Master Takes


Dilip Banerjee on photos

I find Henri Cartier-Bresson’s work hugely inspiring. He was the guru of capturing the fleeting moment. His strong visual language could capture a whole community and in a single photograph tell much of its story. His pictures are riddled with references that establish the subject in a much wider context. Many of his works are also satirical. Cartier- Bresson’s pictures quite literally arrest a transitory moment because he always played a strict documenter who never meddled with the subject. This makes his work not just brilliant but also extremely honest. Among Indian photographers it would have to be TS Satyan who I hold in highest esteem. He is India’s finest and captures the common man with uncommon honesty.

Banerjee is a Delhi-based photojournalist

Sunil Gangopadhyay on books

I recently read Nine Lives by William Dalrymple and found it very interesting. Dalrymple has written about odd superstitious practices in our country in a very fascinating manner. These aren’t practices that the average educated person in a city in this century would be aware of. What’s great about the book is that the author has travelled to different places to scope out the stories and therefore, there is a feeling of authenticity about the work. Another great book is Sugar Street by Naguib Mahfouz. It’s not a very recent book though. It presents a picture of present-day Asian lives which is very astutely crafted. The characters are really well developed. It’s an engrossing read.

Gangopadhyay is a Kolkata-based writer

Sudha Kukreja on food

I’ve recently been to the new Vietnamese restaurant in the Taj Palace Hotel called Blue Ginger. I’d highly recommend the place primarily because it’s a brand new cuisine in Delhi. That said, the food is incredible and I like the way the menu has been put together. It’s authentic Vietnamese cuisine and all the ingredients are brought in from Vietnam. The chef and even the waitresses are Vietnamese! However, it’s not the kind of place you can go to very often since it is very expensive. Also, one wishes the ambience was a little more casual – it’s a little stiff right now. The food, though, is exquisite and makes up well for these things.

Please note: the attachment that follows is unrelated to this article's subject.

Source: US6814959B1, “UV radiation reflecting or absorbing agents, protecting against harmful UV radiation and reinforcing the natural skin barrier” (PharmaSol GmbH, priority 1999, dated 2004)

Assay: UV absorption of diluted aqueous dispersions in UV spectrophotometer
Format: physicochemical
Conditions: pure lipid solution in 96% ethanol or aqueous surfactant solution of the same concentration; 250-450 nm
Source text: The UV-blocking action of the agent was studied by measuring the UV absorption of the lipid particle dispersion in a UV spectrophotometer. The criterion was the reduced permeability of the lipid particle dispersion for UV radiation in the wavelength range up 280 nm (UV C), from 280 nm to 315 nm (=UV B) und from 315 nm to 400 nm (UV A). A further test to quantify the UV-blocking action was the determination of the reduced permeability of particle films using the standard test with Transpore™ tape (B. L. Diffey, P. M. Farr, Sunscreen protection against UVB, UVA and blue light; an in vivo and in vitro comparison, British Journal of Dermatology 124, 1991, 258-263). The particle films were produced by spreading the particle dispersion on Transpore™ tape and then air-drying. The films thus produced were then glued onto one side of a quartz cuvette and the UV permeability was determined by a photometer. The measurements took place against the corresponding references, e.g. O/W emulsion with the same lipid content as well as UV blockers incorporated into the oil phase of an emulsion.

Kukreja runs seven restaurants in Delhi, including Blanco and The Kitchen Café

Samina Mishra on film

I recently saw Tibetan filmmaker Kesang Tseten’s We Homes Chaps on DVD. It’s not a very new film, but I’ve only seen it recently and loved it. It’s about a boarding school that started off as an orphanage in the colonial period, and over time morphed into an elite institution. Homes alumnus Tseten revisits his alma-mater to make this documentary which is nearly an hour long. It’s a very moving account of growing up in a boarding school. It shows with great honesty how it is possible for a film to love and be critical at the same time. It’s now available on DVD from Under Construction.

Mishra is a Delhi-based documentary filmmaker

Arjun S Ravi on music

I saw this band in Mumbai recently called the Mavyns. They’ve got a very Beatles-esque sound that mixes new British sensibilities of the Arctic Monkeys kind. That might sound sort of derivative but they’ve got a good thing going. A slightly older act is the year-old Sridhar/Thayil. There’s a lot of potential to sound pretentious but they’ve got a great understanding of what they want to create with their music. The opera noir they staged at the Prithvi Festival was pretty good. I went reluctantly, worried it might have the “what is the meaning of life” tone but it was typical Sridhar/Thayil – very dirty and sexy without being explicit. And then there are the old gourds like Scribe and Bhayanak Maut that everyone should see live. Bhayanak Maut, specially, has evolved a lot over the last year or so, since they started recording their last album. They seem to have finally found their sound and the new album has great energy. Their line-up has also changed a lot and the new vocalist is phenomenal.

Ravi is the Editor of online music magazine Indiecision. He lives in Mumbai